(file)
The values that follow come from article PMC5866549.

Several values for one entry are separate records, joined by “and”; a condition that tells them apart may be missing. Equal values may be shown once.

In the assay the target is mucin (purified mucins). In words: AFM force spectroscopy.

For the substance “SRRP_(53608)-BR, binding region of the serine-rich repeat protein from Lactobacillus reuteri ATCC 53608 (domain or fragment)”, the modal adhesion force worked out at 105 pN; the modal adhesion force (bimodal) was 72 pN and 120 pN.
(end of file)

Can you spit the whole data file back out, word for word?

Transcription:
The values that follow come from article PMC5866549.

Several values for one entry are separate records, joined by “and”; a condition that tells them apart may be missing. Equal values may be shown once.

In the assay the target is mucin (purified mucins). In words: AFM force spectroscopy.

For the substance “SRRP_(53608)-BR, binding region of the serine-rich repeat protein from Lactobacillus reuteri ATCC 53608 (domain or fragment)”, the modal adhesion force worked out at 105 pN; the modal adhesion force (bimodal) was 72 pN and 120 pN.